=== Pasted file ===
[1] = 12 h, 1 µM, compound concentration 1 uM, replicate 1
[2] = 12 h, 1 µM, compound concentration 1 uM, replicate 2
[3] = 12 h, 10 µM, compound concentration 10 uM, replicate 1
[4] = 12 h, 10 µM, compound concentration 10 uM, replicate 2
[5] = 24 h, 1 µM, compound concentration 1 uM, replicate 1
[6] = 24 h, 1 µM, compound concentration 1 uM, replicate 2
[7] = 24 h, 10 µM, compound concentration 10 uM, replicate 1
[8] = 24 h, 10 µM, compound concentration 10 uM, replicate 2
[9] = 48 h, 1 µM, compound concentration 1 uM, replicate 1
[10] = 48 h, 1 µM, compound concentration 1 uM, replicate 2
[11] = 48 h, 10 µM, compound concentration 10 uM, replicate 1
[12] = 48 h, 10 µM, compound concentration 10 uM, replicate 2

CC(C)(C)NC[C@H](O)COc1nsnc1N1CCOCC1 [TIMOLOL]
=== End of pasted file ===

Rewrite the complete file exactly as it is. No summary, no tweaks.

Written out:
[1] = 12 h, 1 µM, compound concentration 1 uM, replicate 1
[2] = 12 h, 1 µM, compound concentration 1 uM, replicate 2
[3] = 12 h, 10 µM, compound concentration 10 uM, replicate 1
[4] = 12 h, 10 µM, compound concentration 10 uM, replicate 2
[5] = 24 h, 1 µM, compound concentration 1 uM, replicate 1
[6] = 24 h, 1 µM, compound concentration 1 uM, replicate 2
[7] = 24 h, 10 µM, compound concentration 10 uM, replicate 1
[8] = 24 h, 10 µM, compound concentration 10 uM, replicate 2
[9] = 48 h, 1 µM, compound concentration 1 uM, replicate 1
[10] = 48 h, 1 µM, compound concentration 1 uM, replicate 2
[11] = 48 h, 10 µM, compound concentration 10 uM, replicate 1
[12] = 48 h, 10 µM, compound concentration 10 uM, replicate 2

CC(C)(C)NC[C@H](O)COc1nsnc1N1CCOCC1 [TIMOLOL]